Whisk an egg to create an egg wash. Carefully brush the egg wash over the top of each scone using a spoon or a brush. Use a cloth or paper towel to wipe any egg yolk that drips onto the pan.
Bake for about 10-12 minutes or until the edges become golden brown.
To serve, cut in half, and spread orange marmalade and almond butter** over each half.
* Do not use a mixer! I tried using my mixer on everything after acquiring my first one last month and learned that dough for pie crusts and scones should not be mixed because it ruins their texture.
** Traditionally, strawberry jam and clotted cream clotted cream are served with plain scones for English ‘cream tea’.
Adapted from Mary Berry’s and Paul Hollywood’s recipes
Makes 12 mini tarts
For the filling:
1 cup milk (I used oat)
3 egg yolks
2 tablespoons sugar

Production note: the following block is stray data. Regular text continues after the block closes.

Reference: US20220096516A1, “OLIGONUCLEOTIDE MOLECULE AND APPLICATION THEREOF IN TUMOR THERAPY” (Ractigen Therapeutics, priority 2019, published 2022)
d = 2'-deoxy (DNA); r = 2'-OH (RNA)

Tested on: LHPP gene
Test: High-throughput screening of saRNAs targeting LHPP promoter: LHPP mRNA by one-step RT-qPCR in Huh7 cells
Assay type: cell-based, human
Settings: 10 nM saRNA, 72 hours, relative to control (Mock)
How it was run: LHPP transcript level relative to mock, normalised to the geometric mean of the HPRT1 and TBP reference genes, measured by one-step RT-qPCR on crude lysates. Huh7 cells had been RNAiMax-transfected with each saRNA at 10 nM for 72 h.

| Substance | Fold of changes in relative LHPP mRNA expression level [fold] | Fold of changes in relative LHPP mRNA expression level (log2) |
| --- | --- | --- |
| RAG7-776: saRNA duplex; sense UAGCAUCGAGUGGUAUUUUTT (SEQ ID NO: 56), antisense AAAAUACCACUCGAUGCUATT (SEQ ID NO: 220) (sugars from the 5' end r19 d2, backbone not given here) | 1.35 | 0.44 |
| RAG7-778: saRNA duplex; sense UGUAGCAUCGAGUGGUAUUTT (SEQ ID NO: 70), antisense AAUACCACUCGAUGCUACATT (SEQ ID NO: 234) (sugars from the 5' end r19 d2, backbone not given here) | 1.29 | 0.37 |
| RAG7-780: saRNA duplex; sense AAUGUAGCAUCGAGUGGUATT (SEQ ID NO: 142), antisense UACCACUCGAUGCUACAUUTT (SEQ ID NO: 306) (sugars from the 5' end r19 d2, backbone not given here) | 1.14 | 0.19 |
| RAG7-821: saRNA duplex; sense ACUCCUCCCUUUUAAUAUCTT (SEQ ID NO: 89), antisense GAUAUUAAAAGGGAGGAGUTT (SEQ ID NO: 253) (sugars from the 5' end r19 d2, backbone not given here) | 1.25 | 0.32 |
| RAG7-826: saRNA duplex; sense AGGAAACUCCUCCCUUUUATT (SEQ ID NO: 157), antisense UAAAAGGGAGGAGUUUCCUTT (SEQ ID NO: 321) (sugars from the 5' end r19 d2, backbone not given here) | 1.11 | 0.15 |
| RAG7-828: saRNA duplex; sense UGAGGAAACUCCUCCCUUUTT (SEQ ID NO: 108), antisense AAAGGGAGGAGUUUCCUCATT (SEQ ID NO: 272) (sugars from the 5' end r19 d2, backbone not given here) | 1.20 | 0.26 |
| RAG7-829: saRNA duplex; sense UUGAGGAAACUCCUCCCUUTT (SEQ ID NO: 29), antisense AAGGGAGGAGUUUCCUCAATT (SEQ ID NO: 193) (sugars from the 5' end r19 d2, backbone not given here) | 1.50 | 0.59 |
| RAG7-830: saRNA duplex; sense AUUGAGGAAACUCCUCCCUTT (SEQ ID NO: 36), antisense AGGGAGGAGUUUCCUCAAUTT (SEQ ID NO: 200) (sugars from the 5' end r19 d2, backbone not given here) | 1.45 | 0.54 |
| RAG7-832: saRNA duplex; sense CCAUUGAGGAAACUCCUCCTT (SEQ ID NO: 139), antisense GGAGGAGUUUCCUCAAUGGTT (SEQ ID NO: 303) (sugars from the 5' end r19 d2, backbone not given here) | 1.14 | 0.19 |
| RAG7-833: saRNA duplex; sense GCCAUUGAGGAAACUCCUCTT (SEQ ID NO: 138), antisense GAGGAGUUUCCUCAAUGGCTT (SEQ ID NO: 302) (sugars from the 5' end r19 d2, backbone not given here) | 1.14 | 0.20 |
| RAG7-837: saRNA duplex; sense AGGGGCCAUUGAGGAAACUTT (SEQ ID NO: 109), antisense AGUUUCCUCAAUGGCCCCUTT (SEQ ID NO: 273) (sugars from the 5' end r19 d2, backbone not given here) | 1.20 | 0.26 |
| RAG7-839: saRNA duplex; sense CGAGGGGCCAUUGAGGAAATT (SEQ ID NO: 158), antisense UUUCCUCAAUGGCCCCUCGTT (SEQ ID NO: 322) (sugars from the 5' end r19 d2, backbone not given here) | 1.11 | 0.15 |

A sprinkling of nutmeg
Preheat the oven to 350° F and follow Cookie & Cup’s homemade pie crust recipe*. Cut the recipe in half to make 12 tarts.
Once the pie crust dough is made, set it in the refrigerator to cool for 30 minutes to an hour.
Next, roll out the dough, and use the rim of a cup that’s about 4-inches in diameter to cut out individual pie shells. After cutting each pie shell, immediately place into an ungreased muffin tin. Place the pie shell pan in the refrigerator while making the filling.
To make the filling, heat the milk on the stove until just before a boil (about 110 ° F).
In a separate bowl, mix together the egg yolks and sugar until ‘pale and creamy’.
Before the milk cools, whisk it into the egg yolk mixture.
Sieve the filling into a pouring jug to eliminate any egg white that hasn’t been incorporated.
Use the pouring jar to neatly fill each pie shell, and top with a sprinkling of ground nutmeg.